Pakistan faces isolation and uncertainty. The Financial Action Task Force, an international watchdog on financing terrorist activities, has its sights trained on Pakistan
The Financial Action Task Force (FATF) set up in 1989 by the western G7 countries, with headquarters in Paris, acts as an ‘international watchdog’ on issues of money-laundering and financing of terrorism. It has 37 members, including all five permanent members of the Security Council, and countries with economic influence. Two regional organisations — the Gulf Cooperation Council (GCC) and the European Commission (EC) — are also members. Saudi Arabia and Israel are observers. India became a full member in June 2010.
The FATF is empowered to ensure that financing of UN-designated terrorist organisations is blocked. It has the power to publicly name countries not abiding by its norms, making it difficult for such countries to source financial flows internationally.
Pressure on Pakistan
Pakistan is particularly vulnerable to pressures from this task force as the Afghan Taliban, Haqqani Network, Lashkar-e-Taiba and Jaish-e-Mohammed — all internationally designated terrorist groups — operate from its soil. Pakistan has long claimed that it has done its best to prevent terrorism emanating from its soil. It has also averred that there is no firm evidence against the Lashkar-e-Taiba and the Jaish-e-Mohammed, even after these groups have publicly acknowledged that they were promoting terrorism in India.
Pakistan has also rejected evidence like wireless transcripts of conversations of Jaish terrorists involved in the Pathankot airport attack and the vast evidence available internationally of the Lashkar’s role in the Mumbai 26/11 attack. The Americans and their allies have focused attention primarily on Pakistan support for the Haqqani Network in Afghanistan.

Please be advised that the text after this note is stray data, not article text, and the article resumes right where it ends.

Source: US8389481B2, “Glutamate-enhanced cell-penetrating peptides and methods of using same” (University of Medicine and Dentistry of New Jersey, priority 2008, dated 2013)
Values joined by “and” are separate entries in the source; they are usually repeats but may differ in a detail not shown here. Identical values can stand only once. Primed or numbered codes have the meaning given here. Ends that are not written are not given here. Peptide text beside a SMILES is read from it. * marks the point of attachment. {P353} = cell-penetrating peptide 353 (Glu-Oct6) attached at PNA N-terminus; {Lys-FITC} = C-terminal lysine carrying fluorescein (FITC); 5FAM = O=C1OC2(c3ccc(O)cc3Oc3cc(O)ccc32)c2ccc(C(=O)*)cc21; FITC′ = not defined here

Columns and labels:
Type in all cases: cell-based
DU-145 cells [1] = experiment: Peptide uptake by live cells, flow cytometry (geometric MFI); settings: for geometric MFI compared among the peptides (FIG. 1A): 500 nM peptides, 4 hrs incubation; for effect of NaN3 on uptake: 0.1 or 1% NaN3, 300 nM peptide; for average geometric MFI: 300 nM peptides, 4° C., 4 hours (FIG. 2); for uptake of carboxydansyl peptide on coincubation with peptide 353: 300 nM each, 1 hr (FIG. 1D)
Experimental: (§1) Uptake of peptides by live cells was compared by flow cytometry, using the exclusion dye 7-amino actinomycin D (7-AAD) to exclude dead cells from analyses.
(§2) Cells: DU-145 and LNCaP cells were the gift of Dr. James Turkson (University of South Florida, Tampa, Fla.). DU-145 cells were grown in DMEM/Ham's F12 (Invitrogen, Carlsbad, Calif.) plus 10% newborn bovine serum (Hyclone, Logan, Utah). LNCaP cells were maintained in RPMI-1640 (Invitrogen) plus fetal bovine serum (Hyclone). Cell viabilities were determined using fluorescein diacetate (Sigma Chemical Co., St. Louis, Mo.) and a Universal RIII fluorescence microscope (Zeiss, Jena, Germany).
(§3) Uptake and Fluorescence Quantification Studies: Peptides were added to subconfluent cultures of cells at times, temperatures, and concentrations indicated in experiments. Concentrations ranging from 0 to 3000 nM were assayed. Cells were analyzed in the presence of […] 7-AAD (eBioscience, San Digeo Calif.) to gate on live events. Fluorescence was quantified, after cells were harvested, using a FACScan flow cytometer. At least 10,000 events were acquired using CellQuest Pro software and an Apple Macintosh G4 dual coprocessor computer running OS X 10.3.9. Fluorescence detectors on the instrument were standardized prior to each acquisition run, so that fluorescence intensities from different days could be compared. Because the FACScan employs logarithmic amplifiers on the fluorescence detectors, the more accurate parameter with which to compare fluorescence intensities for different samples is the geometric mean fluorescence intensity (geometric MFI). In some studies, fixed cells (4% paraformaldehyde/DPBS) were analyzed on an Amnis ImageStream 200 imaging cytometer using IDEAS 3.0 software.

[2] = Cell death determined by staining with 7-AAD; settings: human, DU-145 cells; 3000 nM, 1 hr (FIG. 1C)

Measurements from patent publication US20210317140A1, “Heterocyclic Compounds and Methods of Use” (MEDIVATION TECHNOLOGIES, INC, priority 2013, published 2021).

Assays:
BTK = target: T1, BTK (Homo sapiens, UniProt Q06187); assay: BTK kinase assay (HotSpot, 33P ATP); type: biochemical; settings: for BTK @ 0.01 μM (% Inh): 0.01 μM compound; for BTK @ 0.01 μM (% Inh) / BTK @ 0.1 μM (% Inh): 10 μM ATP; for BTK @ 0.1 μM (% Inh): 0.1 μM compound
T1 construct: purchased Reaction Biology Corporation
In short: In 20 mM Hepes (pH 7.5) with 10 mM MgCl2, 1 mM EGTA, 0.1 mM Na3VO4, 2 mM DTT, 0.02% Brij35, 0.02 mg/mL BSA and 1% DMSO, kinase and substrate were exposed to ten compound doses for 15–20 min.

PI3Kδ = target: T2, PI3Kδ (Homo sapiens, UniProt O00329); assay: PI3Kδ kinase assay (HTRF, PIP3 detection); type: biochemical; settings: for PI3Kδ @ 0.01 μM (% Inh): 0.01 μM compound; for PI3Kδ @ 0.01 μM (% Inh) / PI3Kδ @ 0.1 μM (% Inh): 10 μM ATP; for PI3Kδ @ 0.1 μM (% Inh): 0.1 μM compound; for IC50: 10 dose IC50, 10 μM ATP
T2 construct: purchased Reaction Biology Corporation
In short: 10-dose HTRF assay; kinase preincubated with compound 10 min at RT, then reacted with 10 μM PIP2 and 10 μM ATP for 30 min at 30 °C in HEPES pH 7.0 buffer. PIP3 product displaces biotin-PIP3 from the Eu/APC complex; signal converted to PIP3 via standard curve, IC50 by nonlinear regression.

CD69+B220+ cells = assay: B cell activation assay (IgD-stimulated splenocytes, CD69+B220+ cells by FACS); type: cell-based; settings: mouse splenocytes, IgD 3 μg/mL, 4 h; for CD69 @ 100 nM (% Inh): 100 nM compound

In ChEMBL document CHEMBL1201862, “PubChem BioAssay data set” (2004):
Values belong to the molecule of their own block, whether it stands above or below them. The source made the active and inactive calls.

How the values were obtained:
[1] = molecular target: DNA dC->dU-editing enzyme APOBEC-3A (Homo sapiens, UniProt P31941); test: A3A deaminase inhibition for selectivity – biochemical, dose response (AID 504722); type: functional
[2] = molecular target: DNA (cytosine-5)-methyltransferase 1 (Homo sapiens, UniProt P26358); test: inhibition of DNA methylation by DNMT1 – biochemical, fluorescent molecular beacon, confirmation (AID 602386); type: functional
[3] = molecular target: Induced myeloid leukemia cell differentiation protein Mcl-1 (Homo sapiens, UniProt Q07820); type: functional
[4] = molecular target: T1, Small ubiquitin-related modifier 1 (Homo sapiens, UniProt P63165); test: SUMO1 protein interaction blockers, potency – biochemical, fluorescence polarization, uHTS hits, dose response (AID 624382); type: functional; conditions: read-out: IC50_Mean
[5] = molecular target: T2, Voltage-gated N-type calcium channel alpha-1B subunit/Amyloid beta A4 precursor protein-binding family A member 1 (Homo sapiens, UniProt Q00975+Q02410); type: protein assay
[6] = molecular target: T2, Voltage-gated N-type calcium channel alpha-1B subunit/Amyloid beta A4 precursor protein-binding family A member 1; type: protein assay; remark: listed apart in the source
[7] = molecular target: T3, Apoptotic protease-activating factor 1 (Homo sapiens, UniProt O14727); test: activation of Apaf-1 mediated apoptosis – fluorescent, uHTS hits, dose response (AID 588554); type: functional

Pakistan has believed that sooner, rather than later, the Americans would cut their losses and withdraw from Afghanistan, leaving the country open for a Pakistan-backed Taliban takeover. President Donald Trump, however, has made it clear that he is determined that the US would not “lose” in Afghanistan. He is augmenting the US troop presence and moving fast to strengthen the Afghan armed forces, including its air force. American economic assistance to Pakistan has been placed on hold. In addition, the US has mobilised its NATO allies to take a tougher line on Pakistan. The NATO allies are also expanding their deployments in Afghanistan. More recently, the US initiated moves to get the FATF to place Pakistan on the “grey list” at its next meeting in June.
The American effort in the FATF on Pakistani funding of terrorist groups predictably ran into problems initially. Pakistan had mobilised support from China, the GCC led by Saudi Arabia, Turkey and Russia, to counter the American-led move. Islamabad banked on Russian support, given the bonhomie on the part of Russian Foreign Minister Sergei Lavrov when he invited his Pakistani counterpart Khawaja Asif to Moscow, on the eve of the FATF meeting. Further, despite parliamentary opposition, Pakistan declared, just before the meeting, that it would deploy additional troops in Saudi Arabia. It clearly expected Saudi support in the FATF after its decision was announced. Lavrov’s bonhomie led the inexperienced Asif to proclaim prematurely that Pakistan had succeeded in prevailing over moves to place it in a FATF “grey list”.